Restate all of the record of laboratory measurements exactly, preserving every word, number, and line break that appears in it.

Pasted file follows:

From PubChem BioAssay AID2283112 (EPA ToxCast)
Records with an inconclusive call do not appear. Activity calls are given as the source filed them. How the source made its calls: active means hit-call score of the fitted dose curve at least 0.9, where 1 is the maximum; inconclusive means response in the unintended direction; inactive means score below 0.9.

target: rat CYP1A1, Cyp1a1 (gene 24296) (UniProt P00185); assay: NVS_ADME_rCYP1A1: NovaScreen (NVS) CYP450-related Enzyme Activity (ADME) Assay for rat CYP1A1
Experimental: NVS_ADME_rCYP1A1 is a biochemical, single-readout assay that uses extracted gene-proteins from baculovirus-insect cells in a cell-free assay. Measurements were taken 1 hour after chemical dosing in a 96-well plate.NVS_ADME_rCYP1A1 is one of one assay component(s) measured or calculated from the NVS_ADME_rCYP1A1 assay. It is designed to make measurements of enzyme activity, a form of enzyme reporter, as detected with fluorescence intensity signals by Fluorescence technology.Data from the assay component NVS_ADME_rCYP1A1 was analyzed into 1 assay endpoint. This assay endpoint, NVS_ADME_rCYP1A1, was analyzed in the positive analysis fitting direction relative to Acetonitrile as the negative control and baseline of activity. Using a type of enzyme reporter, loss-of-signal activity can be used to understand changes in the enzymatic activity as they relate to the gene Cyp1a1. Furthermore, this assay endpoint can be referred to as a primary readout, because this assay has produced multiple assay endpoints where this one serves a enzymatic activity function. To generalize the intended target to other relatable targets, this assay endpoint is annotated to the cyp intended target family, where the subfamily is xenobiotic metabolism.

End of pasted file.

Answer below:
From PubChem BioAssay AID2283112 (EPA ToxCast)
Records with an inconclusive call do not appear. Activity calls are given as the source filed them. How the source made its calls: active means hit-call score of the fitted dose curve at least 0.9, where 1 is the maximum; inconclusive means response in the unintended direction; inactive means score below 0.9.

target: rat CYP1A1, Cyp1a1 (gene 24296) (UniProt P00185); assay: NVS_ADME_rCYP1A1: NovaScreen (NVS) CYP450-related Enzyme Activity (ADME) Assay for rat CYP1A1
Experimental: NVS_ADME_rCYP1A1 is a biochemical, single-readout assay that uses extracted gene-proteins from baculovirus-insect cells in a cell-free assay. Measurements were taken 1 hour after chemical dosing in a 96-well plate.NVS_ADME_rCYP1A1 is one of one assay component(s) measured or calculated from the NVS_ADME_rCYP1A1 assay. It is designed to make measurements of enzyme activity, a form of enzyme reporter, as detected with fluorescence intensity signals by Fluorescence technology.Data from the assay component NVS_ADME_rCYP1A1 was analyzed into 1 assay endpoint. This assay endpoint, NVS_ADME_rCYP1A1, was analyzed in the positive analysis fitting direction relative to Acetonitrile as the negative control and baseline of activity. Using a type of enzyme reporter, loss-of-signal activity can be used to understand changes in the enzymatic activity as they relate to the gene Cyp1a1. Furthermore, this assay endpoint can be referred to as a primary readout, because this assay has produced multiple assay endpoints where this one serves a enzymatic activity function. To generalize the intended target to other relatable targets, this assay endpoint is annotated to the cyp intended target family, where the subfamily is xenobiotic metabolism.